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Parents of lucky toddler ‘went cold’ at news of Co Down tragedy

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Parents of lucky toddler ‘went cold’ at news of Co Down tragedy
RECOVERING Toddler Finian Clarke from Louisburgh had a lucky escape when a cord from a window blind got caught around his neck and almost killed him.

Louisburgh toddler has lucky escape


Toddler brought back from the brink by heroic father and medical teams after window blind cord accident

Edwin McGreal

edwinmcgreal@mayonews.ie

A 17-month old toddler from Louisburgh is lucky to be alive this week after a frightening and near tragic accident with a cord from a window blind.
Finian Clarke had to be rushed to hospital after a cord from the window blind in his bedroom had become wrapped around Finian’s neck, almost killing him.
The incident happened on Monday, February 11 and Finian made it home to his grandparents house in Falduff, Louisburgh on Thursday last, confounding doctors in Our Lady’s Hospital for Sick Children, Crumlin who didn’t anticipate such a quick recovery after his ordeal.
His mother, Caroline Healy, was bringing in the washing while Finian was watching TV in the kitchen. When she came back in and went looking for him, she discovered every parents’ nightmare - Finian was hanging by his neck from the cord in his room and was unconscious with no apparent pulse. She cut him down with a scissors and rang her boyfriend Colm Clarke who immediately left work at Durcan’s Butchers in Louisburgh to rush home to their rented house in Falduff.
Colm recalled a basic lesson on CPR they were given in antenatal classes and performed CPR as best he could on his son. It was more than good enough and Finian was back breathing within a few minutes.
He was far from out of the woods though and was rushed to Mayo General Hospital where a staff of up to 20 worked on Finian.
“Only for them I don’t think Finian would be alive. They did Trojan work on him and had him stable enough to be moved to Dublin and his condition actually improved by the time he got to Crumlin,” Colm told The Mayo News yesterday.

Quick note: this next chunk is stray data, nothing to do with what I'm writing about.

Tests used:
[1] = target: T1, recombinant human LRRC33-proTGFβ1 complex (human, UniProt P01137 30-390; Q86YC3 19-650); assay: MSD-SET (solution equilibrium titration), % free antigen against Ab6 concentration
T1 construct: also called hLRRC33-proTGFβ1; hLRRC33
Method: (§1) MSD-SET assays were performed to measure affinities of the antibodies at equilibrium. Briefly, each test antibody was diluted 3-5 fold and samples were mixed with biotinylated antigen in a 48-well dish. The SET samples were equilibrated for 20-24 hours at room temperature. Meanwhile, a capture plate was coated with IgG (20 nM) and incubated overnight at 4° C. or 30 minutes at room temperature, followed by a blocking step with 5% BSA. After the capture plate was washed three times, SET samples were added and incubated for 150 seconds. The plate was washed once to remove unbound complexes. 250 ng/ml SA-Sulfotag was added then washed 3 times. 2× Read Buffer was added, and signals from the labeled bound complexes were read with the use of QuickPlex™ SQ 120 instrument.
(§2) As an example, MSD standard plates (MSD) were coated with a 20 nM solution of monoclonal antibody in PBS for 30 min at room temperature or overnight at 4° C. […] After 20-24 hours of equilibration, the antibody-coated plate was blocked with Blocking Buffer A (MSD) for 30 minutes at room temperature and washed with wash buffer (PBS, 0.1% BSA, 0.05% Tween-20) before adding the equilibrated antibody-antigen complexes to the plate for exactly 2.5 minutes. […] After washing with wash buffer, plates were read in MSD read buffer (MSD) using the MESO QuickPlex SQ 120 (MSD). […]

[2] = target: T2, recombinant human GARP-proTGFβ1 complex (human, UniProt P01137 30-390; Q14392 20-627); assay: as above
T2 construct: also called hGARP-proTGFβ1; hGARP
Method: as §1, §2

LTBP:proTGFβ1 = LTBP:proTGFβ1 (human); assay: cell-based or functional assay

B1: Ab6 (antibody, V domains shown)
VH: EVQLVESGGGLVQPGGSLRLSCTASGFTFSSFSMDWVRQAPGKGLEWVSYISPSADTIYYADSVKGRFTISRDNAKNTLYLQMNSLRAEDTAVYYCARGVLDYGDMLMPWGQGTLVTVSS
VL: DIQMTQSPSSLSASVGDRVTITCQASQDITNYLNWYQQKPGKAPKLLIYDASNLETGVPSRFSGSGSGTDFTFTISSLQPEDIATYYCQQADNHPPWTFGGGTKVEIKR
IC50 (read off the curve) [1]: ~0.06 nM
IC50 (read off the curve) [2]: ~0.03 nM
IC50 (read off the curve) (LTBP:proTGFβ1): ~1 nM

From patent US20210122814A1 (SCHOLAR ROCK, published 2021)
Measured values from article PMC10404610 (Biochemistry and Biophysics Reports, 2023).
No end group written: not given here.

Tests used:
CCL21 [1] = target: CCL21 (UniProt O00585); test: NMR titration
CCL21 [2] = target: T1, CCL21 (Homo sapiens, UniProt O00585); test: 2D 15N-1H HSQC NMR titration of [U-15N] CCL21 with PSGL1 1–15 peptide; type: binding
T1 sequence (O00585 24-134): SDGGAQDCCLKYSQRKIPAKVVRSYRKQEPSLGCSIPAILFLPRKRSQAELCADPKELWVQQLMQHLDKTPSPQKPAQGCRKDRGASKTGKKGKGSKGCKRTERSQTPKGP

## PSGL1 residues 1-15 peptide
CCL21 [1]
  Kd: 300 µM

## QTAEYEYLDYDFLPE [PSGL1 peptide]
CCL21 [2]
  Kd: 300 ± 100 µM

At Castlebar he was placed in an induced coma and taken to intensive care in Crumlin where he spent until Thursday evening on a life-support machine and by that stage a scan had confirmed that there was no brain damage or swelling.
Doctors told Colm and Caroline that this was quite surprising given that Finian wasn’t breathing for something in the region of five to eight minutes.
“We are very lucky that there was no lasting damage. We are so grateful to the paramedics and the staff at both hospitals and all our neighbours and friends who did so much. It was a harrowing experience but it could have been so much worse,” said Colm.
This week Finian Clarke is at home, sleeping well and while he’s a small bit nervous after the ordeal, according to his father he is getting ‘tons of attention’ from a family so grateful to have a healthy boy still with them.
The dangers of cords from window blinds became even more apparent at the weekend when news emerged of the death of Daniel Grant, aged two, from County Down, who died after becoming entangled with the cord of a window blind.
As of last August a staggering total of 15 children since 2005 in Ireland had died from hanging after becoming entangled in window blind cords in homes.
“Our blood went cold when we heard of that story in Northern Ireland. We want to speak about our own experience so that people can be aware of the dangers. Where do you stop when child-proofing a house some people might ask?
“Well you cannot wrap your child in bubble wrap but there is a real danger here, the figures show that. We always tried to tie the blinds out of Finian’s reach but this time it obviously came loose. We’d implore people to be aware of the danger and do all they can to guard against it,” said Colm Clarke.

For more information on blind safety see www.windowblindsafety.ie

HAVE YOUR SAY email edwinmcgreal@mayonews.ie with your comments